Dr. Jay White earned a doctorate in Canadian History from McMaster University in 1994. He is currently (2008) on staff with the Department of Continuing Studies at Royal Military College, Kingston, ON. The following article has been guest-authored for this Website and is an abridged version of an earlier work, "'A Vista of Infinite Development': Surveying Nova Scotia's Early Tourism Industry," in Collections of the Royal Nova Scotia Historical Society, Vol. 6 (2003), pp. 144-169.
Wherever possible in the text below, discussion of specific locations, activities or published material has been linked directly to corresponding photographs or digitized travel literature featured elsewhere on this Website.
In July 1871, they came — not pioneers of the settling variety, but 300 trailblazers in the fledgling tourism industry in Nova Scotia. Calling themselves the Coit Family, traveling by train from Massachusetts to Saint John, they crossed the Bay of Fundy by steamboat to Annapolis Royal, then rode the recently completed Windsor and Annapolis Railway to Halifax. Nine hours later, they went back the same way. Amazingly, the entire Nova Scotia leg of their journey took less than 24 hours! The first place they wanted to see: Grand Pré, the setting for Henry Wadsworth Longfellow's 1847 poem, Evangeline.1
It was a sign of things to come.
At inaugural ceremonies on 19 August 1869, the Windsor & Annapolis Railway proclaimed: "Welcome to the Land of Gabriel and Evangeline."2 Its corporate successor, the Dominion Atlantic Railway, promoted the "Evangeline Route" for more than eighty years. But neither company was responsible for creating a sustained tourism business in Nova Scotia. It was only when the Yarmouth Steamship Company [YSSC] inaugurated fast, modern steamships on a direct route between Boston and Nova Scotia in the late 1880s that summer visitors began visiting the province on a routine basis.
Modeled on similar efforts by American railroads to promote resorts in New England, the Yarmouth Steamship Company created a sophisticated advertising campaign that employed lecturers, travel agents, and publicists to advertise Nova Scotia as a tourist destination. According to Eric J. Ruff, company founder Loran Ellis Baker should be "credited with establishing the tourist industry in Nova Scotia."3 Press junkets, trade cards, schedules, timetables, newsletters and guide books spread the word about the scenic British province with a romantic past. The centrepiece of this marketing blitz was a remarkable series of booklets published annually from 1892 to 1901. The Yarmouth Steamship Company's Beautiful Nova Scotia series provided the blueprint for advertising Nova Scotia as a place of historical interest and natural beauty.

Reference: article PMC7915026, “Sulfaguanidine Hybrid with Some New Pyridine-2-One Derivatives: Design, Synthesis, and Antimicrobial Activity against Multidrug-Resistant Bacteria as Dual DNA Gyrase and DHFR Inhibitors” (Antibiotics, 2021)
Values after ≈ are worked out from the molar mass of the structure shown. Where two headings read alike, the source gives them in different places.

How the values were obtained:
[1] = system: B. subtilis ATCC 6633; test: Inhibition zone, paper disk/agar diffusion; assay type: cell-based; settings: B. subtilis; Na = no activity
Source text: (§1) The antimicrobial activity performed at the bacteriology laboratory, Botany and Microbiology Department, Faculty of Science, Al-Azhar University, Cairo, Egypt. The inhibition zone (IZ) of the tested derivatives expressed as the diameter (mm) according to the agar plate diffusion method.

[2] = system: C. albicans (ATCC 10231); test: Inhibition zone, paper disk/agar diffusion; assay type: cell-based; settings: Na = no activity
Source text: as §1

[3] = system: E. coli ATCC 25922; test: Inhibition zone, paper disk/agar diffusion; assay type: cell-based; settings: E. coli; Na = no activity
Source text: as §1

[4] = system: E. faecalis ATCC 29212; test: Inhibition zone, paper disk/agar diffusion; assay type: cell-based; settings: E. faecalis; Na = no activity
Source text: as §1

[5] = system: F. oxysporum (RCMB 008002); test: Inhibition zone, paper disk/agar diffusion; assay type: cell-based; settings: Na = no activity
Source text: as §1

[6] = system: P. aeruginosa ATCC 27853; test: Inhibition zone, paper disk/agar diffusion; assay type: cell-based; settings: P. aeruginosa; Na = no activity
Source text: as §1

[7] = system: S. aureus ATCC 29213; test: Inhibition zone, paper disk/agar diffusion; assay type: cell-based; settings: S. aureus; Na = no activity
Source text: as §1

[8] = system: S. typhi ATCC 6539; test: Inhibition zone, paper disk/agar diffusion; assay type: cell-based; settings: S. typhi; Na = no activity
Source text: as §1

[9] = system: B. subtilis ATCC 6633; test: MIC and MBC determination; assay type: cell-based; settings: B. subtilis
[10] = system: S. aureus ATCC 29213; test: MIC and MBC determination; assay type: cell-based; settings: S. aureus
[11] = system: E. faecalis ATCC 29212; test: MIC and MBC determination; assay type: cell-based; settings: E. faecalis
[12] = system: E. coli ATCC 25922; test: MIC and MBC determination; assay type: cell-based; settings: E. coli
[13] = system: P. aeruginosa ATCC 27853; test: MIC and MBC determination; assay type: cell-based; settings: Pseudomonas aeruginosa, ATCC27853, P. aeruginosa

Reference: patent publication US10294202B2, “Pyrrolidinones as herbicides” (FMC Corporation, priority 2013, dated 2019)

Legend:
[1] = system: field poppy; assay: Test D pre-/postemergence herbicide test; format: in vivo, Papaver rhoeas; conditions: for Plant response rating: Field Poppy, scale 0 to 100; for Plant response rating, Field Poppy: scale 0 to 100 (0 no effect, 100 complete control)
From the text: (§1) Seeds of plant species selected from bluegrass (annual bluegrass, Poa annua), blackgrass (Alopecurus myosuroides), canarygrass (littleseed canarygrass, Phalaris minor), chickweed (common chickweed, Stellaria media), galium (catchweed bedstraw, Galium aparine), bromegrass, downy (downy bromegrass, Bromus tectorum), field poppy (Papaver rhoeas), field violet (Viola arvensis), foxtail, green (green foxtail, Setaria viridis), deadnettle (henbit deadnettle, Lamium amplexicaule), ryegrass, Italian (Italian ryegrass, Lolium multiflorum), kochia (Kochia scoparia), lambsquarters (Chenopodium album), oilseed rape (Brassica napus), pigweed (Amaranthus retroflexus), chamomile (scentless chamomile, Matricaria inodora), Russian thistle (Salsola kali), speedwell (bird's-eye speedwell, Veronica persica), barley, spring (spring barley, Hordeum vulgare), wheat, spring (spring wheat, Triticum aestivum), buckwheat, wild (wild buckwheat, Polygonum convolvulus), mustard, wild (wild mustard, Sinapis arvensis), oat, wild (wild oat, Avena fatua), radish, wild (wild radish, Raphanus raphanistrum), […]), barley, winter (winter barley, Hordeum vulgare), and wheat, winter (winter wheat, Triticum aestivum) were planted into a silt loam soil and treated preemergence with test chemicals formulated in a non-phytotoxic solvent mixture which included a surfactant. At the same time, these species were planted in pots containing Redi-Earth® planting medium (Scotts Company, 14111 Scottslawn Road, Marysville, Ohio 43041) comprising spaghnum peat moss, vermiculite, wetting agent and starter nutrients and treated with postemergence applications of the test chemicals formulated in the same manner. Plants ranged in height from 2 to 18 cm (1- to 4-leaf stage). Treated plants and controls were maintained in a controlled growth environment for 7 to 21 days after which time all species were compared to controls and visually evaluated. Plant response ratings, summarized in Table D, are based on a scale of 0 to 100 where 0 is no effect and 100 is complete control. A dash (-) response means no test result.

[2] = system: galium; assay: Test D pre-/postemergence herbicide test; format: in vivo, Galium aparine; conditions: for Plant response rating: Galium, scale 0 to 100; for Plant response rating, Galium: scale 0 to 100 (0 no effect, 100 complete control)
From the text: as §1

To fully appreciate how tourism grew in Nova Scotia, it is necessary to revisit its origins. Before Nova Scotia was known as the "Land of Evangeline," the province's sporting life garnered attention. Charles Hallock's The Fishing Tourist (1873), a guide book for anglers, included chapters on Nova Scotia and Cape Breton. Hallock, who had once lived in Halifax, was the editor of a New York City magazine called Forest and Stream.4 Other books in the same vein were Captain Campbell Hardy's Forest Life in Acadie (1869) and John J. Rowan's The Emigrant and Sportsman in Canada (1876). Sport fishing may have been indirectly responsible for publicizing Nova Scotia among the New England intelligentsia, because Reverend Joseph Twichell, an avid angler, persuaded his friend Charles Dudley Warner to accompany him on a fishing expedition to Cape Breton in 1873.
Warner wrote an account of that trip, Baddeck, and that Sort of Thing, which was published the following year in the Atlantic Monthly and later in book form. For such a well-known American literary figure as Warner (he co-wrote The Gilded Age with Mark Twain) to write about Nova Scotia was noteworthy. It is believed that Alexander Graham Bell visited Cape Breton — later building a summer home there — as a result of reading Baddeck, and that Sort of Thing.